Mumini: The point you are making is that irrespective of where players are playing, home or abroad, Keshi should just go for Nigeria’s best players?
John: I don’t like this idea of people thinking that it is because Keshi selected six home-based players that we did well in South Africa. That‘s not right. If people are saying he should use more home-based players and Keshi follows the trend like Samson Siaisa did then, well…. you know Siasia listened to what Nigerians were saying, and then thought he could do anything he liked. He later found out that it was not right.
Mumini: Let‘s look at the immediate assignment before the Super Eagles, that is the 2014 World Cup qualifiers. From what we saw at the Nations Cup, quite a number of African countries like Cape Verde and Burkina Faso are coming through strongly. They have shown they are also good. The traditional top teams like Cote d’Ivoire, Ghana, Algeria and Tunisia are still there. Cameroun and Egypt will also be back. How do you think Nigeria will cope? Remember there are still only five World Cup tickets for African teams.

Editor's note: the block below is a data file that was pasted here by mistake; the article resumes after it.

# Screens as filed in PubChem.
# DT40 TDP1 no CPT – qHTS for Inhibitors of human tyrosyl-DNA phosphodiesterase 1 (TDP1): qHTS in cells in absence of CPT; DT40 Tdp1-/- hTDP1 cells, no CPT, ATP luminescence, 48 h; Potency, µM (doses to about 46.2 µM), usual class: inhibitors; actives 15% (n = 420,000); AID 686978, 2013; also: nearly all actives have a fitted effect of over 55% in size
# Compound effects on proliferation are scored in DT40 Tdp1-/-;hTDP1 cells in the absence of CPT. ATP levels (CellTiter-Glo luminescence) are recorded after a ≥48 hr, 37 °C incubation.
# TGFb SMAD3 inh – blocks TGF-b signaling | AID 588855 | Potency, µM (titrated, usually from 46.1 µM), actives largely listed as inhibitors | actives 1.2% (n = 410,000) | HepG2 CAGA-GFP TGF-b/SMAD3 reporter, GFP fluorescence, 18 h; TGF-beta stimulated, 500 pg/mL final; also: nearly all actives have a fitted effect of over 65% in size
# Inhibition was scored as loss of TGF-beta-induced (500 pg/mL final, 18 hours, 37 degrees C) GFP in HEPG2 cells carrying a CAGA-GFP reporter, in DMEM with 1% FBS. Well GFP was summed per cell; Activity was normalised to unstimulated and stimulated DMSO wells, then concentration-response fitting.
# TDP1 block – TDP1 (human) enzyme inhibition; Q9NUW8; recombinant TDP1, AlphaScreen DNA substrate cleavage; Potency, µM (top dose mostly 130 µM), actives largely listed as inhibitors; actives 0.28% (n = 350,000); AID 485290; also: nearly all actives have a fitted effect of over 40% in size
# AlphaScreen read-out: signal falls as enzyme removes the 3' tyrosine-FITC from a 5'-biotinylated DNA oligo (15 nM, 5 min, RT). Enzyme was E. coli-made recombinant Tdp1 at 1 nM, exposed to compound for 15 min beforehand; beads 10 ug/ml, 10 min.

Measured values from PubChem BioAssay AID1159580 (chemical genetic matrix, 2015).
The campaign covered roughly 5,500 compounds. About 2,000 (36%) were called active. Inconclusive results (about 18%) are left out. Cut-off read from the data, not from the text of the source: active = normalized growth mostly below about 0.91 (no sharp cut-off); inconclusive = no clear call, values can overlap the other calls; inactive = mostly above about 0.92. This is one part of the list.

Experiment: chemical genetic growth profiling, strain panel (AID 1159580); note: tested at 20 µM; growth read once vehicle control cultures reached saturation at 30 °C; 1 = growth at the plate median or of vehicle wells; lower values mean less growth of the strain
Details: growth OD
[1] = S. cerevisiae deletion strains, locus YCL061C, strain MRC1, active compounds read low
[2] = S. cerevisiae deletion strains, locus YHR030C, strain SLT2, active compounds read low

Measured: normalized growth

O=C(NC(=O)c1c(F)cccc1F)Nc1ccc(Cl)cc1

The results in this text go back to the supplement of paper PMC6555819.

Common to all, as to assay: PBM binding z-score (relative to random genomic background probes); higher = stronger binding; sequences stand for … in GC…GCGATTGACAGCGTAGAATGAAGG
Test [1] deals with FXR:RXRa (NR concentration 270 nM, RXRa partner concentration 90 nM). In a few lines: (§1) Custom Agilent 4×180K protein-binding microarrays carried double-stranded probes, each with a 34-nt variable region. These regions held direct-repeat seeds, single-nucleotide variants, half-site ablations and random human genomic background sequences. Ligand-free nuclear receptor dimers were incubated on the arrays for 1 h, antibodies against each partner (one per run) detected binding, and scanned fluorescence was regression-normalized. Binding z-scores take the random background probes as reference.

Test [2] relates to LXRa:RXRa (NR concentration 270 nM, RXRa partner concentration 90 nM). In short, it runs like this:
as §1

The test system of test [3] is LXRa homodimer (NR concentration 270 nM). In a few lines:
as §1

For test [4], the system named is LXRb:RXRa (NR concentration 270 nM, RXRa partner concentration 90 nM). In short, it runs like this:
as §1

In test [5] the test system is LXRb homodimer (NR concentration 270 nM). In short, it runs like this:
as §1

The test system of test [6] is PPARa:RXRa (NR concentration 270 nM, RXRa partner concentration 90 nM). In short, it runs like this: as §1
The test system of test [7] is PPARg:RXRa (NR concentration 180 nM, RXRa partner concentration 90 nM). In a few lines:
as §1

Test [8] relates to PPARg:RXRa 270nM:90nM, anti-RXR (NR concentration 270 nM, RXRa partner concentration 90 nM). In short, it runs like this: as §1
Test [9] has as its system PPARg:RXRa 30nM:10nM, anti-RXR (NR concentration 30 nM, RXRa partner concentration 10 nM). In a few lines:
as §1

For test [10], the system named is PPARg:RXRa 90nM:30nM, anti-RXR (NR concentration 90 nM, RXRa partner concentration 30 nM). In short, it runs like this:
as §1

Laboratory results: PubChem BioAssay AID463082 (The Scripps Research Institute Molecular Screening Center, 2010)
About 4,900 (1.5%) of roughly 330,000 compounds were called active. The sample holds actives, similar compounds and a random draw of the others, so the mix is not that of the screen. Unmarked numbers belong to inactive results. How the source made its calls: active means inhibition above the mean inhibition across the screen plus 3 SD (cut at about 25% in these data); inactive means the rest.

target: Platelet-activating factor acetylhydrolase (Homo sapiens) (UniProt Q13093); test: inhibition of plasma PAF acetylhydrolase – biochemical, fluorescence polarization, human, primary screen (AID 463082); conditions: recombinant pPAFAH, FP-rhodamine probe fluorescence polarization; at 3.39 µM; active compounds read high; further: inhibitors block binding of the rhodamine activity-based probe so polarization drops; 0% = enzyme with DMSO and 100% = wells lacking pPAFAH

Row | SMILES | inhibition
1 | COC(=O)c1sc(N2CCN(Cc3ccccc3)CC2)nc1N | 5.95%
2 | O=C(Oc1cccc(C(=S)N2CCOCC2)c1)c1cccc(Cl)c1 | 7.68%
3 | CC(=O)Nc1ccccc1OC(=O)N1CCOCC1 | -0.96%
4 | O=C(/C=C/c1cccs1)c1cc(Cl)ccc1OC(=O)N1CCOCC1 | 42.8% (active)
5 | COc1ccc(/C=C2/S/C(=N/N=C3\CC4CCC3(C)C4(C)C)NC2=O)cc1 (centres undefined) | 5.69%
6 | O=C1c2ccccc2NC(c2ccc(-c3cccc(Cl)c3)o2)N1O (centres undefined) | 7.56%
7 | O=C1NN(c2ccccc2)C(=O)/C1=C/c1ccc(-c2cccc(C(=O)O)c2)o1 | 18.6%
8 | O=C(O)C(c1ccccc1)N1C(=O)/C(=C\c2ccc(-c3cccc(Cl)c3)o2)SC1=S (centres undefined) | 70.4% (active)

John: Well, as African Champions we have already made a statement on what we can do. By rights, we have got to be there. Unfortunately, that right must be exhibited on the field of play; we have to work for the points that will ensure we qualify for Brazil 2014. I believe that our success in South Africa is going to make our boys respect themselves more, that’s an important thing. As long as they realize that they are champions and they go out determined to teach the other teams a lesson. Once they go with this strong attitude, then they will qualify. Even though anybody can beat anybody in Africa nowadays, we have to fight for it. You have to be totally superior to the other teams to be sure of qualifying. Now we are superior to the other teams, but I hope we will go out there and prove it that we are champions.